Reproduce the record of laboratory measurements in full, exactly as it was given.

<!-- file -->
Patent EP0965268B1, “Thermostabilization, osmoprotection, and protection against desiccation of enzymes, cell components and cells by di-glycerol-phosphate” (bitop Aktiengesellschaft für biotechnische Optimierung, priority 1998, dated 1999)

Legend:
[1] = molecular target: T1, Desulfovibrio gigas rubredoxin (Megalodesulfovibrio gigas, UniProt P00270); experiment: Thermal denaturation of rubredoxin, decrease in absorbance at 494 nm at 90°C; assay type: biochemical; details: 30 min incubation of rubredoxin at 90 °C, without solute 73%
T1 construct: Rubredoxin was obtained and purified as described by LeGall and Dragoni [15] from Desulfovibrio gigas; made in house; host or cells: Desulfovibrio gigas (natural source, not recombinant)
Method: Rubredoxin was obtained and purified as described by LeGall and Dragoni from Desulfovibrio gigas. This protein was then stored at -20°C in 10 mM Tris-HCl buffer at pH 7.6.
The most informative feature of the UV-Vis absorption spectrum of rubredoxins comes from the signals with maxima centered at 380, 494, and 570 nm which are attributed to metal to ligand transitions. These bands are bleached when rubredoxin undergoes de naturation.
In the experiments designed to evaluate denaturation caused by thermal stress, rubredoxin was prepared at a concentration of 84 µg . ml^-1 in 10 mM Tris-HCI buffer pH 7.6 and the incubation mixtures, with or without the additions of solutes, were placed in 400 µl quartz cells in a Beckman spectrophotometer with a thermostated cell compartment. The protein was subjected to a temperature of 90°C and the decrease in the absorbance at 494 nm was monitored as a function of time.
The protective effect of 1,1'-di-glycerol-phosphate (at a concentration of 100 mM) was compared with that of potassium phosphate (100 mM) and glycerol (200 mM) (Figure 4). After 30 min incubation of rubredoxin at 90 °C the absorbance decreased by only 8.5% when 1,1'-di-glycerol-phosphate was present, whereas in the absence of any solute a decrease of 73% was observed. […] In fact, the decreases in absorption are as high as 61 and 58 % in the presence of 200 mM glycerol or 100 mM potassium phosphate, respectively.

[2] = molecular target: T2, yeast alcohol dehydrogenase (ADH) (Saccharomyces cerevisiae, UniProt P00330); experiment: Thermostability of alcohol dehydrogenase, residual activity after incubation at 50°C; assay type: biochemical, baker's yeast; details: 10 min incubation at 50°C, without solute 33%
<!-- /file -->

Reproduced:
Patent EP0965268B1, “Thermostabilization, osmoprotection, and protection against desiccation of enzymes, cell components and cells by di-glycerol-phosphate” (bitop Aktiengesellschaft für biotechnische Optimierung, priority 1998, dated 1999)

Legend:
[1] = molecular target: T1, Desulfovibrio gigas rubredoxin (Megalodesulfovibrio gigas, UniProt P00270); experiment: Thermal denaturation of rubredoxin, decrease in absorbance at 494 nm at 90°C; assay type: biochemical; details: 30 min incubation of rubredoxin at 90 °C, without solute 73%
T1 construct: Rubredoxin was obtained and purified as described by LeGall and Dragoni [15] from Desulfovibrio gigas; made in house; host or cells: Desulfovibrio gigas (natural source, not recombinant)
Method: Rubredoxin was obtained and purified as described by LeGall and Dragoni from Desulfovibrio gigas. This protein was then stored at -20°C in 10 mM Tris-HCl buffer at pH 7.6.
The most informative feature of the UV-Vis absorption spectrum of rubredoxins comes from the signals with maxima centered at 380, 494, and 570 nm which are attributed to metal to ligand transitions. These bands are bleached when rubredoxin undergoes de naturation.
In the experiments designed to evaluate denaturation caused by thermal stress, rubredoxin was prepared at a concentration of 84 µg . ml^-1 in 10 mM Tris-HCI buffer pH 7.6 and the incubation mixtures, with or without the additions of solutes, were placed in 400 µl quartz cells in a Beckman spectrophotometer with a thermostated cell compartment. The protein was subjected to a temperature of 90°C and the decrease in the absorbance at 494 nm was monitored as a function of time.
The protective effect of 1,1'-di-glycerol-phosphate (at a concentration of 100 mM) was compared with that of potassium phosphate (100 mM) and glycerol (200 mM) (Figure 4). After 30 min incubation of rubredoxin at 90 °C the absorbance decreased by only 8.5% when 1,1'-di-glycerol-phosphate was present, whereas in the absence of any solute a decrease of 73% was observed. […] In fact, the decreases in absorption are as high as 61 and 58 % in the presence of 200 mM glycerol or 100 mM potassium phosphate, respectively.

[2] = molecular target: T2, yeast alcohol dehydrogenase (ADH) (Saccharomyces cerevisiae, UniProt P00330); experiment: Thermostability of alcohol dehydrogenase, residual activity after incubation at 50°C; assay type: biochemical, baker's yeast; details: 10 min incubation at 50°C, without solute 33%